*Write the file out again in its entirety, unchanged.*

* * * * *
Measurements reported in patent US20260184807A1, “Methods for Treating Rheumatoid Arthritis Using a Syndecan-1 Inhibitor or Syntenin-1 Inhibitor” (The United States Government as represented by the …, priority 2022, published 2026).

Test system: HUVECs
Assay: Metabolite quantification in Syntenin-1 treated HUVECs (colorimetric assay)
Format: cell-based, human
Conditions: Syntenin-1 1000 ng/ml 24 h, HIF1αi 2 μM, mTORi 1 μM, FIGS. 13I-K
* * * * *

Measurements reported in patent US20260184807A1, “Methods for Treating Rheumatoid Arthritis Using a Syndecan-1 Inhibitor or Syntenin-1 Inhibitor” (The United States Government as represented by the …, priority 2022, published 2026).

Test system: HUVECs
Assay: Metabolite quantification in Syntenin-1 treated HUVECs (colorimetric assay)
Format: cell-based, human
Conditions: Syntenin-1 1000 ng/ml 24 h, HIF1αi 2 μM, mTORi 1 μM, FIGS. 13I-K